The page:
In Paschim Banga Khet Mazoor Samiti vs State of West Bengal: the question that was posed to the court was whether the non-availability of services in the government health centres amount to a violation of Article 21? The court opined that Article 21 imposes an obligation on the State to safeguard the right to life of every person. Preservation of human life is thus of paramount importance. The government hospitals run by the State and the medical officers employed therein are duty-bound to extend medical assistance for preserving human life. Failure on the part of a government hospital to provide timely medical treatment to a person in need of such treatment results in violation of his right to life guaranteed under Article 21. Therefore, the failure of a government run health centre to provide timely treatment is violative of a person’s right to life. Further, the Court ordered that Primary health care centres be equipped to deal with medical emergencies. It has also been held in this judgment that the lack of financial resources cannot be a reason for the State to shy away from its constitutional obligation.
In a more recent judgement apex court has gone down to further expanding the scope and horizon of Right to Food. The right to life and human dignity also encompasses the right to have food articles and beverages which are devoid of harmful residues such as pesticides and insecticides, the Supreme Court had said. A PIL was filed in the Supreme Court seeking to set up an independent technical panel to evaluate the harmful effects of soft drinks on human health, particularly on children, in response to which the apex court had said: "We may emphasize that any food article which is hazardous or injurious to public health is a potential danger to the fundamental right to life guaranteed under Article 21 of the Constitution of India. A paramount duty is cast on the States and its authorities to achieve an appropriate level of protection to human life and health....” (Right to life also includes right to pure food, beverages: SC, 2013) The bench in its 26 pages judgement also mentioned that food item not including pesticides residues, veterinary drugs residues, antibiotics residues, solvent residues are important constituents for the enjoyment of life and its attainment. Food articles without the aforesaid harmful contents are important for the substantialization of right to life and human dignity. With the emerging world order and evolution of state machinery to control the lives of citizen we get to see complex challenges are thrown to Article 21 and versatile interpretation of Article 21 is being proposed by state. Keeping pace with the new contestation to Right to Life, time around Article 21 is required to be given new readings. Below is case in example where Attorney General Mukul Rohtagi has given a new twist to the liberal interpretation of Right to Life in a recent argument at Supreme Court.
A plea was filed in the apex court for the scarping of Aadhar scheme as it contains personal data of citizens and which can be in violation of Right to Privacy of the citizen that comes under the ambit of Right to Life. In an argument against the plea Mukul Rohtagi brought out the following argument:
"Right to Privacy is not a fundamental right under our Constitution. It flows from one right to another right. Constitution makers did not intend to make right to privacy a fundamental right. There is no fundamental right to privacy so these petitions under Article 32 should be dismissed."
Now this sets a dangerous precedence with respect to citizens’ right to privacy. We have seen in last couple years, especially after the emergent crisis of “global terrorism”, governments around the world have gone all out to snoop on private data in lieu of security threat. In India we have cyber monitoring mechanism, NETRA and CMS which snoops on private metadata to put everyone under the scanner of surveillance. This snooping on private data impinges citizens’ personal space and grossly immoral.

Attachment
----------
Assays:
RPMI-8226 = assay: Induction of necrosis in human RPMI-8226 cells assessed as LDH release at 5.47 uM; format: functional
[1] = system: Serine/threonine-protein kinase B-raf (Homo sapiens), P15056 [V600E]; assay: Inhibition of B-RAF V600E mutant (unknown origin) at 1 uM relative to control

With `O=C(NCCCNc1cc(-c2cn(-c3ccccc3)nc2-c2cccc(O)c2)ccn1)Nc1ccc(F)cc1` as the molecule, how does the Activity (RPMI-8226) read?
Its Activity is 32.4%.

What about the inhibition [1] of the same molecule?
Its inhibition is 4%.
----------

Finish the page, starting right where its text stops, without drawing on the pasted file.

In Indian context our evolving jurisprudence over the years has cleared the path to recognize Right to Privacy as an integral part of Right to Life. In Govind vs. State of Madhya Pradesh (1975), the Supreme Court after noticing the decision in Kharak Singh vs. State of UP (AIR 1963 SC 129) held that “many of the fundamental rights of citizens can be described as contributing to the right to privacy”. In Kharak Singh, the Court while holding that privacy was not a guaranteed constitutional right also held that Article 21 was the repository of residuary personal rights and recognised the common law right to privacy.
Integral to the Court’s approach to privacy in Govind and since is the recognition of man’s “inviolate personality”, the inner man, “rights inherent and inalienable” and “private space” in which man may become and remain ‘himself”. It also referred to Article 8 of the European Convention on Human Rights which recognises the “right to respect for private and family life”. Importantly, by equating “privacy-dignity claims” and suggesting that these deserved to be “examined with care and to be denied only when an important countervailing interest is shown to be superior”, the Court, following Kharak Singh, by implication derived the right to privacy from the notion of dignity of the individual, which while not specifically spelt out as a fundamental right is referred to in the Preamble of the Constitution as an aim to be secured by and under the national Charter. (KUMAR, 2015)
Indian constitution does not explicitly mention the constituent ingredients of Right to Life, but over the course of time and evolving jurisprudence has made liberal interpretation of Article 21. It might not stand complete today as society and its aspiration changes over time and keeping pace with that to counter new and complex questions the jurisprudence also need to be readjusted in sync to new social order. At best we can say that it’s better to not to settle down on any limit of Right to Life and what leads to a meaningful and dignified life. Reading of Article 21 should be always made to stand on toe to adjust and readjust the aspiration of changing social orders and the aspiration of people with special focuses on marginalized people so that their interests are also served to the best capacity of state.

Pdf of article 21

Pdf Of Article 21 of The Indian Constitution :- Click Here


 Action Aid. (n.d.). Retrieved August 27, 2015, from KUMAR, A. (2015, August 10). Privacy, a non-negotiable right. Retrieved August 27, 2015, from Maheshwari, V. (n.d.). Retrieved August 27, 2015, from Right to life also includes right to pure food, beverages: SC. (2013, October 23). Retrieved August 27, 2015, from Right to Privacy Not a Fundamental Right': Centre Tells Supreme Court. (2015, July 23). Retrieved August 27, 2015, from  

Action Aid. (n.d.). Retrieved August 27, 2015, from KUMAR, A. (2015, August 10). Privacy, a non-negotiable right. Retrieved August 27, 2015, from Maheshwari, V. (n.d.). Retrieved August 27, 2015, from MODY, Z. (2013). 10 JUDGEMENTS THAT CHANGED INDIA. New Delhi, India: Penguin Books India. Right to life also includes right to pure food, beverages: SC. (2013, October 23). Retrieved August 27, 2015, from Right to Privacy Not a Fundamental Right': Centre Tells Supreme Court. (2015, July 23). Retrieved August 27, 2015, from